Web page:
Numerical solving of 2D and 3D Schrodinger equations

I am studying 2D quantum scattering models for my Bachelor's thesis. Somewhat like these: ,with Dirichlet ($\psi \mid_\Gamma = 0$) boundary conditions on the "walls" of the waveguide and the resonator. The waveguide is infinite in both directions, and admits the scattering solutions, corresponding to the continuous spectrum of the Hamiltonian.

I want to find scattering solutions, corresponding to some fixed energy $E$, corresponding to the continuous spectrum, that is, to solve the Helmholtz equation in the waveguide and the resonator. However, models of such type don't admit solutions in analytic form in general, that's why I am studying approximations of this model, for which analytic solutions exist. Of course, I'd have to verify my approximations somehow, that is, to compare my approximations to the "real" solutions.

I thought of solving numerically, however, all the numerical methods for solving boundary value problems I heard of deal with bounded domains, and in my case I've got infinite waveguide. I can't even choose some large value $L$ and consider the problem in the domain, $-L \le x \le L$, since I can't impose any reasonable boundary conditions when $x = -L$ or $x = L$, the wavefunction does not have to go to zero at the asymptotic region for scattering states.

What is more, the eigenspace for the energy $E$ is not one-dimensional in general (composed of linear combinations of solutions with "wave incident from the left" and "wave incident from the right", just like in 1D rectangular barrier scattering), so I'd like to get not just any solution, but with no "wave incident from the right" component.

So, my questions are:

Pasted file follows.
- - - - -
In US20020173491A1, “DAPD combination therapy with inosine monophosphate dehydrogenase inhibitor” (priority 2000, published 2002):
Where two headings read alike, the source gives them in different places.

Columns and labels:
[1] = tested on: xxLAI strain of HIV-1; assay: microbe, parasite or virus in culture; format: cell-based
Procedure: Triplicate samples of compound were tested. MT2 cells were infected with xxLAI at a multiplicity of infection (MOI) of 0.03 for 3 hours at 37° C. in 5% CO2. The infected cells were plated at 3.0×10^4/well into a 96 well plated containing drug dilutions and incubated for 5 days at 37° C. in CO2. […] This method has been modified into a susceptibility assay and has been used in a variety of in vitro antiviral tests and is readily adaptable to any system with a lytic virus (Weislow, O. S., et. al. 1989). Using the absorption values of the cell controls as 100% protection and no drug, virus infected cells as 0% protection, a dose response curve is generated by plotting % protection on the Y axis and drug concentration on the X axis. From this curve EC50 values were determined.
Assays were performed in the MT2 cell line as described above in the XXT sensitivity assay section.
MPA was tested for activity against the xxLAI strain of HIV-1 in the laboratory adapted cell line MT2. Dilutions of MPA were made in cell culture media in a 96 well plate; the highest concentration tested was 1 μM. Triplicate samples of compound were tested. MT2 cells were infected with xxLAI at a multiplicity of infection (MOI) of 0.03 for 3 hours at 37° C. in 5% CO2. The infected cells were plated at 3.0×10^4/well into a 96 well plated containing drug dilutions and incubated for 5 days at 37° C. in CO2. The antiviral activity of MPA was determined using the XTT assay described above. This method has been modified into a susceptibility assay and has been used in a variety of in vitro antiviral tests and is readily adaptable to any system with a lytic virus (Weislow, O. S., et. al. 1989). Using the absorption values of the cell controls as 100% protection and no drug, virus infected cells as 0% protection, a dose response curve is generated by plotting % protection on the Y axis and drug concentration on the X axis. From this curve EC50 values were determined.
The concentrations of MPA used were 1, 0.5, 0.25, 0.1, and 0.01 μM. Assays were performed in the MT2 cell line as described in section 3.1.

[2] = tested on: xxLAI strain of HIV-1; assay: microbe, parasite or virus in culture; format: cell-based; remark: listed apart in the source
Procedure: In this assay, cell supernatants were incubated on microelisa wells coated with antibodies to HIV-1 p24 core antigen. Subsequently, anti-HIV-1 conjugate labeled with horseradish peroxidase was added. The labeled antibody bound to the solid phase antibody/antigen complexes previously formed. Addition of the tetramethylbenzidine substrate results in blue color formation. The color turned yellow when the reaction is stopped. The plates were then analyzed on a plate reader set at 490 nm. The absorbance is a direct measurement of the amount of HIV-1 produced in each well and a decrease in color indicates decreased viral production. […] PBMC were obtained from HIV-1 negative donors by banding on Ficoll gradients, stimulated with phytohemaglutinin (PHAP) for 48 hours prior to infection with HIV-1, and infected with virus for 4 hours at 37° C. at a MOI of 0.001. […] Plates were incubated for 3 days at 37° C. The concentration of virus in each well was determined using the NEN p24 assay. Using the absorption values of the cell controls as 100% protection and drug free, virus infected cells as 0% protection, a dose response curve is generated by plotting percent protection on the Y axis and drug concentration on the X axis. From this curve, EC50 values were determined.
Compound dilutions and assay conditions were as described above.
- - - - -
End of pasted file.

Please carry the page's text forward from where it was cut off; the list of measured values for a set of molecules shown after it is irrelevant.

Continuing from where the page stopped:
1. Is there a way to numerically solve differential equations (Helmholtz equation in particular) in an infinite domain?
2. If 1 is the case, there a way to get not just some arbitrary solution for the energy $E$, but some particular ("wave incident from the left")?
3. Are there any solvers available?
• (1) you probably need to use a solver in the Fourier domain instead of real space, so you can get the $\vec{k}$-spectrum of the outgoing waves – webb May 19 '14 at 18:32

(1) you probably need to use a solver in the Fourier domain instead of real space, so you can get the $\vec{k}$-spectrum of the outgoing waves. Do an actual partial wave expansion of the scattering, things like that.

(2) Yes, if you frame your matrix elements correctly and compute a scattering matrix

(3) Real-space solution of indefinite Helmholtz is an open problem and any solver that's worth its salt will likely be commercial. I would assume Comsol or something along those lines.

I would recommend writing your own using a matrix element formulation and computing the $S$-matrix elements numerically. Because your problem is reasonably well-constrained, you could write a pretty solid one-off program for this using tools in Python in a relatively short amount of time. Generic solvers carry a lot of baggage with them that you probably don't need. Just be careful of small denominators and the like.

A way to approach this problem (numerically) is to use wave packets as your initial condition. Wave packets are nice for this kind of things because they are localized in space (so you don't need an infinite wave-guide) and they are localized in velocity (so you can specify "from the left").

I would suggest you to consider periodic boundary conditions. This way you can impose conditions that reproduce infinite domains but in a finite grid.

And a good method to retrieve the behaviour of the modes participating in the dynamics could be better studied if from the beginning you study the problem using a pseudo spectral method.